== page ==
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# BN-GEPSO: Learning Bayesian Network Structure Using Generalized Particle Swarm Optimization

1 Air University, Islamabad, 44000, Pakistan

2 Department of Mathematics, College of Science, King Khalid University, Abha, 62529, Saudi Arabia

3 Statistical Research and Studies Support Unit, King Khalid University, Abha, 62529, Saudi Arabia

* Corresponding Author: Ammara Nawaz Cheema. Email:

*Computers, Materials & Continua* **2023**, *75*(2), 4217-4229. https://doi.org/10.32604/cmc.2023.034960

**Received** 02 August 2022; **Accepted** 04 December 2022; **Issue published** 31 March 2023

## Abstract

At present Bayesian Networks (BN) are being used widely for demonstrating uncertain knowledge in many disciplines, including biology, computer science, risk analysis, service quality analysis, and business. But they suffer from the problem that when the nodes and edges increase, the structure learning difficulty increases and algorithms become inefficient. To solve this problem, heuristic optimization algorithms are used, which tend to find a near-optimal answer rather than an exact one, with particle swarm optimization (PSO) being one of them. PSO is a swarm intelligence-based algorithm having basic inspiration from flocks of birds (how they search for food). PSO is employed widely because it is easier to code, converges quickly, and can be parallelized easily. We use a recently proposed version of PSO called generalized particle swarm optimization (GEPSO) to learn bayesian network structure. We construct an initial directed acyclic graph (DAG) by using the max-min parent’s children (MMPC) algorithm and cross relative average entropy. This DAG is used to create a population for the GEPSO optimization procedure. Moreover, we propose a velocity update procedure to increase the efficiency of the algorithmic search process. Results of the experiments show that as the complexity of the dataset increases, our algorithm Bayesian network generalized particle swarm optimization (BN-GEPSO) outperforms the PSO algorithm in terms of the Bayesian information criterion (BIC) score.## Keywords

Bayesian networks (BN) [1] are well accepted and broadly used class of probabilistic models in artificial intelligence. They combine the strengths of both probability theory and graphical theory. Due to this reason, they are always the first choice to represent knowledge while working in domains dealing with uncertainty like risk analysis [2], bio information [3], prediction [4,5], classification [6], estimating service quality [7], etc. They are also referred to as belief networks.

In simple terms, BN is a DAG i.e., it consists of nodes and edge, where nodes represent random variables and edge the conditional independence present among variables. Moreover, BN also has some conditional probability tables (CPTs) showing the probability of the occurrence of an event given a combination of nodes and their values [8]. The process of learning DAG is known as “structure learning,” whereas the process of learning CPTs is known as “parameter learning.” The focus of this research is on structure learning.

We can use three methods to learn the bayesian network structure that is score-based, where we choose the bayesian network having the best score [9–11]. Constraint-based, where we recurrently apply statistical tests of our choice to find the independencies between variables [12–14]. Hybrid, which is the result of merging the strengths of both constraint and score-based approaches [15–17]. Both exact and heuristic search techniques can be employed to find the optimal bayesian network structure (i.e., exploring all possible graphs), but generally, the number of possible DAGs is large (this number increases exponentially with an increase in the number of nodes). It is considered to be NP (non-deterministic polynomial) hard problem [18]. Hence to find the optimal bayesian network structure in good time (i.e., reducing search complexity) heuristic methods are preferred.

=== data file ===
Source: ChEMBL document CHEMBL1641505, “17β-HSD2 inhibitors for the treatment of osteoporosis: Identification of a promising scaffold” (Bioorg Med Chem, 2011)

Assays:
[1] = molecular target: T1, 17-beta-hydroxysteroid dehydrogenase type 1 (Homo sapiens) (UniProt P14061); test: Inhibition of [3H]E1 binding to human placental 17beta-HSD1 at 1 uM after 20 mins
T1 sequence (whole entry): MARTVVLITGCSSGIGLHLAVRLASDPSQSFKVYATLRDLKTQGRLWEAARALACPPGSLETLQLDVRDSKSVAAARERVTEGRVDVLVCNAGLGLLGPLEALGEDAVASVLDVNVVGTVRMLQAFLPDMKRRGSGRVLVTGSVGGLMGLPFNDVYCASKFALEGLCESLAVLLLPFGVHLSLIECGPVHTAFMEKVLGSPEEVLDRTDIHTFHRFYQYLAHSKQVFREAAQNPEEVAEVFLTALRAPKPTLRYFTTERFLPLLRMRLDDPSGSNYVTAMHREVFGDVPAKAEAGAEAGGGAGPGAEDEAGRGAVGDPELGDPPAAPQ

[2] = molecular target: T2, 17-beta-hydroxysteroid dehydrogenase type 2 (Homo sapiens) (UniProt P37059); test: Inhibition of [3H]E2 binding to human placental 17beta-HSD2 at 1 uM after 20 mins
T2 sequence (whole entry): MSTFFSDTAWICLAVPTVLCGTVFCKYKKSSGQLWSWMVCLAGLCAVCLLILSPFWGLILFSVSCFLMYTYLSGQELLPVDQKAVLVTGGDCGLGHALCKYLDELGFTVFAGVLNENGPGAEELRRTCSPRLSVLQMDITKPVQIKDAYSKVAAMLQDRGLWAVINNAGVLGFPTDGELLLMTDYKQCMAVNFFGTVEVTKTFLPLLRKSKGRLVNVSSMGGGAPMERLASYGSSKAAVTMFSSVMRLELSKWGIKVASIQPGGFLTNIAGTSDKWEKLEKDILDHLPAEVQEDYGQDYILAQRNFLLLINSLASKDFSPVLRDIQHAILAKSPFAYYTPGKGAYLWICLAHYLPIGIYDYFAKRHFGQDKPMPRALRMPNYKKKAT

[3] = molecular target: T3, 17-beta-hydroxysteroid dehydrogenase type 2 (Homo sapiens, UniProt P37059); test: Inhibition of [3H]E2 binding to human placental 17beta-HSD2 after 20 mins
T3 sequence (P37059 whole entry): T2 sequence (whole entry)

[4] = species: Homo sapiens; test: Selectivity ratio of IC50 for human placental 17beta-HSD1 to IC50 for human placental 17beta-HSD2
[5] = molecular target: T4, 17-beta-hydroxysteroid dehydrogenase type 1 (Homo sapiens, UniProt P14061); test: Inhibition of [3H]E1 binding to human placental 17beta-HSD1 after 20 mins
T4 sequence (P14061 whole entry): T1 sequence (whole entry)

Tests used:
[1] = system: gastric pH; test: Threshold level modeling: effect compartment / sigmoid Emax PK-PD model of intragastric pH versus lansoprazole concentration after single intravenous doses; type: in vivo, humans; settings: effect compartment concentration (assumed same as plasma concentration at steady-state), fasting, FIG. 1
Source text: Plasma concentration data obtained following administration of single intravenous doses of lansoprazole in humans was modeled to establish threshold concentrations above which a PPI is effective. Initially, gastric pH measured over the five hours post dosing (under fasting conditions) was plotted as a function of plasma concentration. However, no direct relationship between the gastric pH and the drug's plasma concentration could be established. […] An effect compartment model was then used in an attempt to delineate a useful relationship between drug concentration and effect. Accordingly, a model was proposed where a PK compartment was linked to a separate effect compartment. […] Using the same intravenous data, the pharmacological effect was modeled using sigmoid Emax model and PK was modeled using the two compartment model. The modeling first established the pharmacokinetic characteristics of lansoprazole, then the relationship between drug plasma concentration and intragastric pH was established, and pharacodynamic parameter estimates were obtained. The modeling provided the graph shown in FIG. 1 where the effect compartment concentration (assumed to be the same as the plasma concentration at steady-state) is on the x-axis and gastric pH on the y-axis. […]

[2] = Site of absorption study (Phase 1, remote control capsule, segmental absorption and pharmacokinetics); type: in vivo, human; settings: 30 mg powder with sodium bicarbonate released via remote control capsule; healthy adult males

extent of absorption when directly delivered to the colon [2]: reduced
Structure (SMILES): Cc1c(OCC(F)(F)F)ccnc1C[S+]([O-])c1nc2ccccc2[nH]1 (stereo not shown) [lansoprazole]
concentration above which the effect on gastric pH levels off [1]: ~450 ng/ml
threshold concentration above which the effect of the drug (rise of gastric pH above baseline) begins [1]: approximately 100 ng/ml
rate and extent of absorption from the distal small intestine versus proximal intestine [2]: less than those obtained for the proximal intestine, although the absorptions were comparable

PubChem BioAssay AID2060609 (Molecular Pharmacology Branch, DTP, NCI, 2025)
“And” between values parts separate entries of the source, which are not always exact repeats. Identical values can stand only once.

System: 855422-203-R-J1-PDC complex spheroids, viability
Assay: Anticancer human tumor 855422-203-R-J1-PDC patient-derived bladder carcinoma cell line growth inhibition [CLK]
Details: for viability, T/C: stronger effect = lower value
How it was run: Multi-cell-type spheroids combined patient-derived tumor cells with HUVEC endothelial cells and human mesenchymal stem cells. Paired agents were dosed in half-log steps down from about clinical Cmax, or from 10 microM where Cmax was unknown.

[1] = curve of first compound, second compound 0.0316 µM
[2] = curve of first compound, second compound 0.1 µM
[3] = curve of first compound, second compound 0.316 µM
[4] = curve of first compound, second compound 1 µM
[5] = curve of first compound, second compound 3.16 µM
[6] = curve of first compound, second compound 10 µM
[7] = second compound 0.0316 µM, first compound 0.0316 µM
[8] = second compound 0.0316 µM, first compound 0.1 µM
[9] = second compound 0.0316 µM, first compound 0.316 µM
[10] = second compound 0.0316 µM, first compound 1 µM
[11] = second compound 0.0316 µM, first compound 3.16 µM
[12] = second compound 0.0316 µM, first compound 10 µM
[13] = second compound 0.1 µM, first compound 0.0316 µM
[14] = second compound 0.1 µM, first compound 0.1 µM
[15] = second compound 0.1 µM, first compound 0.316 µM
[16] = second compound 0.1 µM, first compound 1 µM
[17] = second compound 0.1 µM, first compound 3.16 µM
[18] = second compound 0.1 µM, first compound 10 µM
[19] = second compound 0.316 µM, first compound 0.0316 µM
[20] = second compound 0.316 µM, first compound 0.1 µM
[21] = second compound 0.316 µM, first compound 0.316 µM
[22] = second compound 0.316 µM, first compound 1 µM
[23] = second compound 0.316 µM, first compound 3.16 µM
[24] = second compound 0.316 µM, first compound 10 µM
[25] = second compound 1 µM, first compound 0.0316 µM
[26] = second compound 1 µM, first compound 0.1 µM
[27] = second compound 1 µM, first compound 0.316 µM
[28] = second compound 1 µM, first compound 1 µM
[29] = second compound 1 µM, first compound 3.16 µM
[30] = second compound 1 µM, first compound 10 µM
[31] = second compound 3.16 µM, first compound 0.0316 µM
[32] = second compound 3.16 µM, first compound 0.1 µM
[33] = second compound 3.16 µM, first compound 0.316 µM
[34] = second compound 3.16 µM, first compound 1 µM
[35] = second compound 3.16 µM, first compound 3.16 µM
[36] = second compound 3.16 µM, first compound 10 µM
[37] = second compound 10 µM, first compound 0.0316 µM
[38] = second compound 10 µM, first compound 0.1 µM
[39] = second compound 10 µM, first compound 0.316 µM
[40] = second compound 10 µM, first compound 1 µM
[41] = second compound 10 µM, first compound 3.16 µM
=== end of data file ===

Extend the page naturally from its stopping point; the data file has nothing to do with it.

In the past decades, researchers have proposed different heuristic approaches to learning bayesian network structure, including (but not limited to) particle swarm optimization (PSO) [9,19–24], genetic algorithm [25], simulated annealing [26], artificial bee colony [27], artificial ant colony [28], pigeon inspired optimization [29], firefly algorithm [30]. Among all these approaches, PSO has been widely applied for the reason that it is simpler to code (and parallelize), has fast convergence speed, and has better global search ability [9]. Bayesian network structure learning falls in the category of the discrete optimization problem, while PSO is in continuous optimization, so we are required to discretize it. To do so, some methods use coding i.e., alphabetic or binary coding [29–33] while others propose new velocity, position updates [9,23,31], et cetera.

The remainder of the paper is systematically ordered as follows: in Section 2, we discuss recent and past work done on our topic and our contribution. In Section 3, we present the basics of Bayesian networks and score-based BN structure learning. In Section 4, we discuss in detail the discretization of GEPSO and the velocity update procedure. In Section 5, we report our proposed methodology. In Section 6, we present the experimental setup, evaluation indicators, and results. Lastly, conclusions are presented in Section 7.